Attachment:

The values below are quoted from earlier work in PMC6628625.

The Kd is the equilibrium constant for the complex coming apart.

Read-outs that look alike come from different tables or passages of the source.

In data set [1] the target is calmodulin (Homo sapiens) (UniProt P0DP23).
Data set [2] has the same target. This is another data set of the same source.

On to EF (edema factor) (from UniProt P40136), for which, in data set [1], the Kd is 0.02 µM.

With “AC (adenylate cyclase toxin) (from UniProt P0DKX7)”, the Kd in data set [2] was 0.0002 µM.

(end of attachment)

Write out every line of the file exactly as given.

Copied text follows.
The values below are quoted from earlier work in PMC6628625.

The Kd is the equilibrium constant for the complex coming apart.

Read-outs that look alike come from different tables or passages of the source.

In data set [1] the target is calmodulin (Homo sapiens) (UniProt P0DP23).
Data set [2] has the same target. This is another data set of the same source.

On to EF (edema factor) (from UniProt P40136), for which, in data set [1], the Kd is 0.02 µM.

With “AC (adenylate cyclase toxin) (from UniProt P0DKX7)”, the Kd in data set [2] was 0.0002 µM.